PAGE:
2015 is an important year for international development. This year, global leaders will hold two remarkable summits focusing on both people and the planet.
One UN summit to be held in New York in September will result in a new set of Sustainable Development Goals (SDGs), to replace the previous Millennium Development Goals (MDGs), which have guided progress on international development since 2000.
Another meeting, to be held in December in Paris, will set new climate action targets – a crucial step towards a safer and healthier planet. These decisions taken together should lay the foundation for addressing the world’s most pressing challenges over the coming years.
In the run-up to these summits, the European Union has declared 2015 the ‘European Year for Development’.
The EU remains the world’s biggest donor of official development assistance and plans to use this year to raise awareness across Europe about development issues and the positive impact of continued development funding. Around the continent, groups are mobilising to support the year.
A new global platform, called ‘Action 2015’, will connect those interested in development and is being launched today, on January 15th.
2015 presents an opportunity for Irish people of all generations to contribute their ideas and express their support for new policies that respect our commitment to sustainable international development. You can get involved by joining the conversation on social media using the hashtags #EYD2015 and #action2015, or developing your own local campaign.
Although the world is currently off track for ending poverty, tackling inequality and avoiding dangerous climate change, it doesn’t have to be this way. The tools, knowledge and resources needed to address pressing global challenges are available.
The impact of campaigning and the power of coordinated international efforts have already been demonstrated. Since the adoption of the Millennium Development Goals fifteen years ago, significant progress has been made in areas such as increasing access to antiretroviral medications for treatment of HIV infection, increased enrolment in primary education and a reduction in child mortality rates.
In the aftermath of the financial crisis, young people in Ireland increasingly find they can relate to challenges faced by their counterparts in developing countries or the ‘Global South’, such as access to education, employment and emigration.
One group that has turned its attention to these issues is the ‘Challenging the Crisis’ project of IDEA (the Irish Development Education Association), which connects our group in Ireland with other young Europeans (aged 16-30) in order to debate and create the world we want to live in, at home and globally.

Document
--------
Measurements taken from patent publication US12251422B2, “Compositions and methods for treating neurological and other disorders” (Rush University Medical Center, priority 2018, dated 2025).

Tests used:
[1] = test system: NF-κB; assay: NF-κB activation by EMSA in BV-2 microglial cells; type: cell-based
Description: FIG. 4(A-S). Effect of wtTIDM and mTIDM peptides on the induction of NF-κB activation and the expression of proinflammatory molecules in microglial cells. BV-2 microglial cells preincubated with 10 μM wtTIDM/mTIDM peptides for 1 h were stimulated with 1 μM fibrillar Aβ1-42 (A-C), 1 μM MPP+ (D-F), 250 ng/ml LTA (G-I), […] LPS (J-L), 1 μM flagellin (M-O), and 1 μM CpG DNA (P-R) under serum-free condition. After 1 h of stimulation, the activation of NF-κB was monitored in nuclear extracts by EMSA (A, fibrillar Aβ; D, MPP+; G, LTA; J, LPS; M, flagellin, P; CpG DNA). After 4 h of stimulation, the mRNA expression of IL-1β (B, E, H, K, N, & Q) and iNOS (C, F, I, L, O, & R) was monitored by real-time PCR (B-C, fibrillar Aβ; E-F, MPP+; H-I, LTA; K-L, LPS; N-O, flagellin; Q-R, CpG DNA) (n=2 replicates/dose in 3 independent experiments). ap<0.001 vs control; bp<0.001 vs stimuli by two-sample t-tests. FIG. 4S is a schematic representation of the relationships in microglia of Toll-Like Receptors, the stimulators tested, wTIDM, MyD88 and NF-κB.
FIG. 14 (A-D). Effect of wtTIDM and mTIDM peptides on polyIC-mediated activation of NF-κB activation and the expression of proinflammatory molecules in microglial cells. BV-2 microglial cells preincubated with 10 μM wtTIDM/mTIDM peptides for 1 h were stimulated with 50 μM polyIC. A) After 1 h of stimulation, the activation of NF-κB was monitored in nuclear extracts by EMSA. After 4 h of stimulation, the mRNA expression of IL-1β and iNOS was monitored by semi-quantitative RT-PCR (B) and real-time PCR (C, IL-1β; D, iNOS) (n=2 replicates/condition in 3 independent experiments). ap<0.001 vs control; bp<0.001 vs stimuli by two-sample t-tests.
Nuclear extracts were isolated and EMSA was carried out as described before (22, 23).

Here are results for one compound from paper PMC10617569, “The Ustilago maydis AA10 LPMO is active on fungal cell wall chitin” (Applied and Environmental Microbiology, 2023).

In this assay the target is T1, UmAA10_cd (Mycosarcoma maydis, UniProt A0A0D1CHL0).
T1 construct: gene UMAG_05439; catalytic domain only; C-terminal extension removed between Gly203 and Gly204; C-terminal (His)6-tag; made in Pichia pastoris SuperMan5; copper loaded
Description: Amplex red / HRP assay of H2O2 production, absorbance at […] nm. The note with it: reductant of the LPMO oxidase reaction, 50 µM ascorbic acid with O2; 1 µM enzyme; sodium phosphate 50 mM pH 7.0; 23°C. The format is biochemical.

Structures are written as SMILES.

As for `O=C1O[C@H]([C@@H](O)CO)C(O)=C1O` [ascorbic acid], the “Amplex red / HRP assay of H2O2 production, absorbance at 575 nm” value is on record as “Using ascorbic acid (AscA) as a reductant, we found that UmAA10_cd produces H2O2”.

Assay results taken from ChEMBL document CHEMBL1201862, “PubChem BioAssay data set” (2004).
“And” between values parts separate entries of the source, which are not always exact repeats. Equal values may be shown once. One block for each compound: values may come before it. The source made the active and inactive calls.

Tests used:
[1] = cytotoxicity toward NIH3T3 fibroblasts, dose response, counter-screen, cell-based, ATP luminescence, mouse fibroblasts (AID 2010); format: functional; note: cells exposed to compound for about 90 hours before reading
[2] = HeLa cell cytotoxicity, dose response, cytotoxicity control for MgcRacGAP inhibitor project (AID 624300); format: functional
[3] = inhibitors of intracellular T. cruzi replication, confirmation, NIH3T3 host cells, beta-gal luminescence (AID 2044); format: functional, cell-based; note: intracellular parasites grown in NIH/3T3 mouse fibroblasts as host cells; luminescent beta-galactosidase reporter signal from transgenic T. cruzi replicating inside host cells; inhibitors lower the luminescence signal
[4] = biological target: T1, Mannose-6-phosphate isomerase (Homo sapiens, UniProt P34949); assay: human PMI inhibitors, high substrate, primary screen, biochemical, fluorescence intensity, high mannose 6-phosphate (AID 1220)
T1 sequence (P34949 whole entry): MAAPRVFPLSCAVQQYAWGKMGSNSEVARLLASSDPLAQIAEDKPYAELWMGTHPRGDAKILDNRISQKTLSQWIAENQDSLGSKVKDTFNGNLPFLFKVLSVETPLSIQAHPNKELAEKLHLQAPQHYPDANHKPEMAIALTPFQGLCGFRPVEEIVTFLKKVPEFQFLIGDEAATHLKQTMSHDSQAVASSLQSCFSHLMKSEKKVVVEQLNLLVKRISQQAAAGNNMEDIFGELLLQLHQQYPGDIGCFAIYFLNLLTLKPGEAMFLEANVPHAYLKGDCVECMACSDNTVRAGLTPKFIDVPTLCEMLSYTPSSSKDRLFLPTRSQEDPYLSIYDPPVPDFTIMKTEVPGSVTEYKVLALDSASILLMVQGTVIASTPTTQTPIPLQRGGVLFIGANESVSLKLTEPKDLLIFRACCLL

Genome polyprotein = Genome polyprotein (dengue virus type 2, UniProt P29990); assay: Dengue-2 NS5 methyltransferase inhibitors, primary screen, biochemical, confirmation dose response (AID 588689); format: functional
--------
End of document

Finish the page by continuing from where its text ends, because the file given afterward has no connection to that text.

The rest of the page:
Eleanor McKenna, aged 25 from Drogheda, who has been involved in the initiative since its launch in early 2014, describes it as
“an opportunity to connect with people facing similar challenges to us in Ireland, and who share our passion for social change”.
There are over 80 young people active as ‘Young Global Advocates’ involved from Portugal, Ireland, Italy, Greece, Slovenia and Spain, the countries most affected by the current austerity agenda in Europe.
As part of the project, that core group of 80 plan to reach out to many more through their campaign for a social economy. This model goes beyond the profit-making model of business and focuses on how economic activity can contribute to social good and environmental sustainability, such as through social enterprise, cooperatives and credit unions.
Although the EU’s youth unemployment rate still hovered at around 22% in 2014, the Young Global Advocates are keen to focus on solidarity within Europe, and with other parts of the world, sending the message that international development still matters to us, even in times of economic difficulty.
In a globalised world, the interests of European and developing countries and their populations are increasingly linked.
Social enterprises exist within Europe and are also crucially important in many developing countries.
We hope to use 2015 and the upcoming discussions on agreeing a new framework to combat poverty, protect the environment, and promote sustainability worldwide, to highlight the importance of the social economy.
It can help provide employment, contribute to social cohesion and drive a model of sustainable development. In light of this important year and the EU’s continued role as the world’s biggest aid donor, young people in Ireland are becoming ever more involved in the debate around a new model of development for Ireland, Europe and the rest of the world.
This new movement of young people is part of a changing, post-recession climate in Ireland, in which new voices are being heard. Ahead of next year’s general election, this year is a chance for Irish people to inform decision-makers that international development matters to us.
Ireland is already internationally recognised for its efforts in this area and has been appointed, along with Kenya, to guide the members of the UN to an agreement on a new development framework by September.
Continued pressure will ensure that international development stays at the top of the political agenda.
One of the main aims of the UN’s new Sustainable Development Goals is to expand the idea of global responsibility and urge both developed and developing countries to take action on world issues. The European Year of Development offers Irish people a similar chance to broaden the aims of our politics and make our voices heard, and Action 2015 provides a gateway for anyone who wants to get involved.
Find out more about the Challenging the Crisis project and follow us on Twitter @CtCrisis. Join in support of the year using #EYD2015.